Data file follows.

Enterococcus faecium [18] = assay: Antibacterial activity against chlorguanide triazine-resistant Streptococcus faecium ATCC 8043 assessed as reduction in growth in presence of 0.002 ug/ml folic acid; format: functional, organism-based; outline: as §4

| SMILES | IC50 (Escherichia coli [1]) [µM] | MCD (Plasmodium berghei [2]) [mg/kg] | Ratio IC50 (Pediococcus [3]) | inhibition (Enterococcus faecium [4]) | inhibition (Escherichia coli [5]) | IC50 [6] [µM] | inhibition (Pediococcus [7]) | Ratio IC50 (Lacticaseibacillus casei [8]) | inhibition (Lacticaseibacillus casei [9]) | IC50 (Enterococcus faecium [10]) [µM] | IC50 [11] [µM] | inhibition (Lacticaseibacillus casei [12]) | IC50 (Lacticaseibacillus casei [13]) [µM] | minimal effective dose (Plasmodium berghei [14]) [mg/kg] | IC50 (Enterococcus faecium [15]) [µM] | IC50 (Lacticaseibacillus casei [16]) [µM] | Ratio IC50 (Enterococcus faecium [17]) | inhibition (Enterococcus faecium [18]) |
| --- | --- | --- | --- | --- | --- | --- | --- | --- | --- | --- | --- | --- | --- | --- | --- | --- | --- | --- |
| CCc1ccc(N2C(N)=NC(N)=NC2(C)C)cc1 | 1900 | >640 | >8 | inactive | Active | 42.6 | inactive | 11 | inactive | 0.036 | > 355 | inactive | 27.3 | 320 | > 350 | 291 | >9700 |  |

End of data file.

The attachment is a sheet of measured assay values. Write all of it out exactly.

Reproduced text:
Enterococcus faecium [18] = assay: Antibacterial activity against chlorguanide triazine-resistant Streptococcus faecium ATCC 8043 assessed as reduction in growth in presence of 0.002 ug/ml folic acid; format: functional, organism-based; outline: as §4

| SMILES | IC50 (Escherichia coli [1]) [µM] | MCD (Plasmodium berghei [2]) [mg/kg] | Ratio IC50 (Pediococcus [3]) | inhibition (Enterococcus faecium [4]) | inhibition (Escherichia coli [5]) | IC50 [6] [µM] | inhibition (Pediococcus [7]) | Ratio IC50 (Lacticaseibacillus casei [8]) | inhibition (Lacticaseibacillus casei [9]) | IC50 (Enterococcus faecium [10]) [µM] | IC50 [11] [µM] | inhibition (Lacticaseibacillus casei [12]) | IC50 (Lacticaseibacillus casei [13]) [µM] | minimal effective dose (Plasmodium berghei [14]) [mg/kg] | IC50 (Enterococcus faecium [15]) [µM] | IC50 (Lacticaseibacillus casei [16]) [µM] | Ratio IC50 (Enterococcus faecium [17]) | inhibition (Enterococcus faecium [18]) |
| --- | --- | --- | --- | --- | --- | --- | --- | --- | --- | --- | --- | --- | --- | --- | --- | --- | --- | --- |
| CCc1ccc(N2C(N)=NC(N)=NC2(C)C)cc1 | 1900 | >640 | >8 | inactive | Active | 42.6 | inactive | 11 | inactive | 0.036 | > 355 | inactive | 27.3 | 320 | > 350 | 291 | >9700 |  |